But other conditions might also see an improvement from this therapy. These conditions include:
With stress playing a huge role in anxiety, biofeedback therapy can help you control some of the symptoms of anxiety such as increased heart rate, sweating, and body temperature.
Neurofeedback may also improve symptoms of post-traumatic stress disorder (PTSD) and generalized anxiety disorder (GAD), according to a
EEG, or neurofeedback, may also help manage symptoms of attention deficit hyperactivity disorder (ADHD).
A 2014 review found that neurofeedback may help improve cognitive (e.g., memory, thinking, and concentration) and behavioral symptoms of ADHD. But more research is needed.
Research also suggests that asthma may benefit from biofeedback therapy.
These benefits don’t show that biofeedback therapy can be considered an alternative to asthma medication. But this study does suggest that biofeedback may provide positive complementary effects.
Biofeedback therapy may be able to help you reduce your pain levels by teaching you to relax your muscles.
EMG biofeedback therapy, in particular, can help improve conditions such as neck pain. A 2021 review found that biofeedback therapy appears to have a small to moderate effect on reducing neck pain disability. But more research is needed.
There’s a strong correlation between headaches and stress.
High blood pressure
High blood pressure is closely associated with increased stress levels and the relaxation techniques of biofeedback therapy may help you lower your blood pressure during times of stress.
Fibromyalgia is a painful musculoskeletal condition that often results in stiffness and pain in your muscles and joints.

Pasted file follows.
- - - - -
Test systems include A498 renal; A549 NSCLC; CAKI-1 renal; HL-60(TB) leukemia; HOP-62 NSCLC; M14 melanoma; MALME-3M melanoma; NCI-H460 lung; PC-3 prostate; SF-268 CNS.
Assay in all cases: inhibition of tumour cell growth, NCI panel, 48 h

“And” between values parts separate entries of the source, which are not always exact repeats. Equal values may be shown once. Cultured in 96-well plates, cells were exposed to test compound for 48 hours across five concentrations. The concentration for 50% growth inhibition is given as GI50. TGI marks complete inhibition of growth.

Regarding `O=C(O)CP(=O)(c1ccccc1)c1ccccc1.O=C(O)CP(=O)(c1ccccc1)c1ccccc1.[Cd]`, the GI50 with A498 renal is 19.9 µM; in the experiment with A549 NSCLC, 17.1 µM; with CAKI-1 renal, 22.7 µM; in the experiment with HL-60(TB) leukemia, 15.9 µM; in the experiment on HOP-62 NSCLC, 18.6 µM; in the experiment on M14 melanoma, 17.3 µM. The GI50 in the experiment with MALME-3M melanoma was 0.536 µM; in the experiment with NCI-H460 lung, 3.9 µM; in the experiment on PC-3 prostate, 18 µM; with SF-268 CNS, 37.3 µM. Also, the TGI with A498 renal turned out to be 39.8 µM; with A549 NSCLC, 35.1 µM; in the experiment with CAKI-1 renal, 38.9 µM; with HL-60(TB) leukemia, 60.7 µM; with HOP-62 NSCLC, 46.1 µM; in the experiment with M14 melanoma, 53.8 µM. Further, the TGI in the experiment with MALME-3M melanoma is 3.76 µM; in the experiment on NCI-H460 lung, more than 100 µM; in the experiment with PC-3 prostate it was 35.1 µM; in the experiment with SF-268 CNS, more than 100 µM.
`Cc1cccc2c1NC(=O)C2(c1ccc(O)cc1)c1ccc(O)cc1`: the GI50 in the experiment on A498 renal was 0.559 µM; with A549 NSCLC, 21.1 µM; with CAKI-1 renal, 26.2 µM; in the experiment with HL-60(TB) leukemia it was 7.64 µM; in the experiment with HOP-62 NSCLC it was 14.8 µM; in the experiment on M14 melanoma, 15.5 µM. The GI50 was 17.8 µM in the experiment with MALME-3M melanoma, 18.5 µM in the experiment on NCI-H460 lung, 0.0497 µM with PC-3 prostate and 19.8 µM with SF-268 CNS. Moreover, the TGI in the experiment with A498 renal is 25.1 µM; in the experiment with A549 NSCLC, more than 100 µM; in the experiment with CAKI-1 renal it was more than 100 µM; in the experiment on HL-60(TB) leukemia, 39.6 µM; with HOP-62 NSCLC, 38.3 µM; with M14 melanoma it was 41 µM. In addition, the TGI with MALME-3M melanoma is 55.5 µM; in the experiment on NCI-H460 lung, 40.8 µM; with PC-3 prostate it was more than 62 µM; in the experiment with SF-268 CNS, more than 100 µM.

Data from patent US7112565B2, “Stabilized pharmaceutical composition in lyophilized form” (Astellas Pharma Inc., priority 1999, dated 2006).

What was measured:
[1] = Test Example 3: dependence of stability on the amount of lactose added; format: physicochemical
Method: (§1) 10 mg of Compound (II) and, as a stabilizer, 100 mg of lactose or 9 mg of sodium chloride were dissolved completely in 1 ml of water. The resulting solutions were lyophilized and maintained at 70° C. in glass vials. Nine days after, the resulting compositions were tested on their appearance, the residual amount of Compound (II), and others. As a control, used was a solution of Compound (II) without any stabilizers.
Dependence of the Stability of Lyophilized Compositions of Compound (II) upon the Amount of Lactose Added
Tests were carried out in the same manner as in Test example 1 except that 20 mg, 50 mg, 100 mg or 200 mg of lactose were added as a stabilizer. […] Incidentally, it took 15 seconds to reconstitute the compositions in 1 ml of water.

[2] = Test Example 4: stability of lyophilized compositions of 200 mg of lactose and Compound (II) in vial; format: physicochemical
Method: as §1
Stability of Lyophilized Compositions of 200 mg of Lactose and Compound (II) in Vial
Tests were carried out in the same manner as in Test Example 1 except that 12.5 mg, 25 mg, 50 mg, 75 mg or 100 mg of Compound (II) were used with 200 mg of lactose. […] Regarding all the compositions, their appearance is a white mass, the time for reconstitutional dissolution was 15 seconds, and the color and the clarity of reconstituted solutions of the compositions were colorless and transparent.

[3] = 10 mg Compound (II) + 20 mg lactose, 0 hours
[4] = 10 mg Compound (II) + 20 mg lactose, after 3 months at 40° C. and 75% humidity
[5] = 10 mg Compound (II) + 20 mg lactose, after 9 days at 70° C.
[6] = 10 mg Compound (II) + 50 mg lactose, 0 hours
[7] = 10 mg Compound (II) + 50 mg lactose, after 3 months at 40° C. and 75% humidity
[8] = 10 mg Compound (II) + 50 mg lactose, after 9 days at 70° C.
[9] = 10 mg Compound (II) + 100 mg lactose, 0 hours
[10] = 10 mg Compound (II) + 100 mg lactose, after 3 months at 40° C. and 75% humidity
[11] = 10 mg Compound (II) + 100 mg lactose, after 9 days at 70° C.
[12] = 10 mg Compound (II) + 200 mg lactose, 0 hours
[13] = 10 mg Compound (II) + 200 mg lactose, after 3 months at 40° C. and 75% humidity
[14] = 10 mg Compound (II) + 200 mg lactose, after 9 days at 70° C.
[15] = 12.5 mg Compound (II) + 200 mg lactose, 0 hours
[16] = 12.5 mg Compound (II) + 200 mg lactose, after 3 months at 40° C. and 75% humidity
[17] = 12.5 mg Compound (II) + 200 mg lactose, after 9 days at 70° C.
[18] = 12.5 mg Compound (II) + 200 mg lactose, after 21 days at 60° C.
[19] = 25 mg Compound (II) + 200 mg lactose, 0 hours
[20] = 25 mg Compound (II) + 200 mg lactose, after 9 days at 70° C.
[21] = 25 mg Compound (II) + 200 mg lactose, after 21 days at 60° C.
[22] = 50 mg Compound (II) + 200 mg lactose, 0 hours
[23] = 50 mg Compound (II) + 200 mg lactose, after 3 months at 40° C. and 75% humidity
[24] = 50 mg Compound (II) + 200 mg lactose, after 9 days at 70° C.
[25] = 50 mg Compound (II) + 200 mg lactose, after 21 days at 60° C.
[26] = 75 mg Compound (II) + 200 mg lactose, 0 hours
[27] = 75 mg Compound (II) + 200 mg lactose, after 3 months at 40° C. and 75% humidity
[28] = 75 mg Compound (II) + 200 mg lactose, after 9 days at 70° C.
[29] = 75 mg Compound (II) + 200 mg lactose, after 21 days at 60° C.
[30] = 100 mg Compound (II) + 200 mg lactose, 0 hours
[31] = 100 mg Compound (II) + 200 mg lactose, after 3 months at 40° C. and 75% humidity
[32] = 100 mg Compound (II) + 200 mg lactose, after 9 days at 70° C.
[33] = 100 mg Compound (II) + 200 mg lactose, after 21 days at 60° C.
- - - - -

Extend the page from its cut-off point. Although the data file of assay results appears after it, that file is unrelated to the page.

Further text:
By helping you relax the muscles affected by fibromyalgia, EMG biofeedback therapy may improve the effects of this condition.
Irritable bowel syndrome (IBS)
IBS is a bowel condition that typically results in abdominal pain, bloating, cramping, and diarrhea or constipation.
Stress is thought to be a contributing factor to IBS flares. A
Urinary incontinence is often the result of weak pelvic floor muscles.
Biofeedback therapy is typically administered by a mental health professional in a medical center, hospital, or physical therapy clinic.
A single session will take around 30 to 60 minutes. Sensors will be applied to your body to measure a specific physiological response (e.g., muscle tension). Monitors will then display your physiological response back to you.
Once you’ve been set up in your session, you’ll be guided through how to change your physical response by practicing relaxation techniques such as breathing exercises.
The monitor allows you to view your progress throughout the session. You may be able to see results within the first few minutes of a session.
Eventually, you may reach a point in your therapy when you can practice it on your own, without a therapist or monitor.
A good place to start when looking for a biofeedback therapist is to ask a healthcare or mental health professional for a referral.
Once you find someone, consider asking about their experience and credentials and check this against the regulations in your state.
You may also want to check to see whether biofeedback therapy is covered under your health insurance policy.
Currently, there are no known risks to biofeedback therapy. But it’s still important to ask a doctor or therapist whether biofeedback therapy is a good fit for you.
Biofeedback therapy has demonstrated an ability to help people control their physical response to stressful stimuli.
It also may help better manage the symptoms of a range of conditions such as asthma, anxiety, and pain.
If you’re considering biofeedback therapy but you’re unsure where to look for a therapist, you can check out Psych Central’s hub on finding mental health and support.